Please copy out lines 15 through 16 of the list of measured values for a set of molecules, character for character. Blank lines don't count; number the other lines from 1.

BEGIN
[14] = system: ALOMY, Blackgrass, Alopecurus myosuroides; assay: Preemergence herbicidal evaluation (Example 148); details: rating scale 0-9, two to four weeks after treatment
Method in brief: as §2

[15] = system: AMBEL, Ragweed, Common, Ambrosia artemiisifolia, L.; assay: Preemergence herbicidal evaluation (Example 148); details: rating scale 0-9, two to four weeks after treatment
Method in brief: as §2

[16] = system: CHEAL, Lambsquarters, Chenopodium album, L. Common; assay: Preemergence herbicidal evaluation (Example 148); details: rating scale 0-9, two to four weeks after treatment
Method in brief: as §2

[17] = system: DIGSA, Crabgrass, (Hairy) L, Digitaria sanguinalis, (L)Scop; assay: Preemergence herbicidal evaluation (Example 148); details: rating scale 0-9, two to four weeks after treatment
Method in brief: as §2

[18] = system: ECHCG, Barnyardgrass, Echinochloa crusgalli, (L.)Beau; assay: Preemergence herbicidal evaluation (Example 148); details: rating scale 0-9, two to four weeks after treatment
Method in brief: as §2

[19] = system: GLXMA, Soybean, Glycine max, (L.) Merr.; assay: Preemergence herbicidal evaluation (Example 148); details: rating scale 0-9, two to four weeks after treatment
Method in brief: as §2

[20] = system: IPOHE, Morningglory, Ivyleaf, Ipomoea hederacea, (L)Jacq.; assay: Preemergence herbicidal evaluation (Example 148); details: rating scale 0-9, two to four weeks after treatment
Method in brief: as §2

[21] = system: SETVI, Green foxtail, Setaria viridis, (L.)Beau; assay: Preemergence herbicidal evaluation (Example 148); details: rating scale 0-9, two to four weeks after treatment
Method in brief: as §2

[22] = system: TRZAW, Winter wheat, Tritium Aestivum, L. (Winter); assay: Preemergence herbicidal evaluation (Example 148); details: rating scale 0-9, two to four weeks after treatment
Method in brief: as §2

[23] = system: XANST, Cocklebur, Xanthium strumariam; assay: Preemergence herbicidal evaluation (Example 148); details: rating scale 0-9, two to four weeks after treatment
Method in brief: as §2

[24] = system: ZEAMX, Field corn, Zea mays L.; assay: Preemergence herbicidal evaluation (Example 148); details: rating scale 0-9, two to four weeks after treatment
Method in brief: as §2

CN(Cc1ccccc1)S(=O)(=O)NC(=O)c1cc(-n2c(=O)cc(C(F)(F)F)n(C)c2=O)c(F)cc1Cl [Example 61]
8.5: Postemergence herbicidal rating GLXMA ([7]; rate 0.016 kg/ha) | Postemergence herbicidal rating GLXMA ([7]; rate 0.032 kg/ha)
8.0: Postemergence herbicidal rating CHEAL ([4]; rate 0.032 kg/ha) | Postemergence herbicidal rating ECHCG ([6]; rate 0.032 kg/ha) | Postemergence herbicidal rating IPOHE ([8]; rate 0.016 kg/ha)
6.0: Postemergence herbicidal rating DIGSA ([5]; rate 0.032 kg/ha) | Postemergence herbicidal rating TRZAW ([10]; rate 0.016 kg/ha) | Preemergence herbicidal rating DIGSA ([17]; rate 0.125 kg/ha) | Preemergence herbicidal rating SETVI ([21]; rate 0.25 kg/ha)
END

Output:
[21] = system: SETVI, Green foxtail, Setaria viridis, (L.)Beau; assay: Preemergence herbicidal evaluation (Example 148); details: rating scale 0-9, two to four weeks after treatment
Method in brief: as §2